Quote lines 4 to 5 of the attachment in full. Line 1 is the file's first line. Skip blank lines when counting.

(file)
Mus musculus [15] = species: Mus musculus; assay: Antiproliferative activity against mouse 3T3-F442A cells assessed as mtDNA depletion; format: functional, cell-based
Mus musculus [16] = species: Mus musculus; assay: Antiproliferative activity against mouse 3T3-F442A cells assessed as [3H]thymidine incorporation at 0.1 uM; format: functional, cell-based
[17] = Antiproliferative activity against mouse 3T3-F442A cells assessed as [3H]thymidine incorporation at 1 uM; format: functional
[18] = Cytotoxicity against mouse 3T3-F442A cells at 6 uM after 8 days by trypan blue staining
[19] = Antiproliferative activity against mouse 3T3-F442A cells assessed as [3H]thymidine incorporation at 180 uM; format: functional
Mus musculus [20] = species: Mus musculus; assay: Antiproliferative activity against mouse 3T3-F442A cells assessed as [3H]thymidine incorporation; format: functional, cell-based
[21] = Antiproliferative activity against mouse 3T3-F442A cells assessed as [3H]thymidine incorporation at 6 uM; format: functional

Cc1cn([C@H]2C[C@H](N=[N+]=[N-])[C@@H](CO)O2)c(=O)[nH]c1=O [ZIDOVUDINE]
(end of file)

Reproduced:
[18] = Cytotoxicity against mouse 3T3-F442A cells at 6 uM after 8 days by trypan blue staining
[19] = Antiproliferative activity against mouse 3T3-F442A cells assessed as [3H]thymidine incorporation at 180 uM; format: functional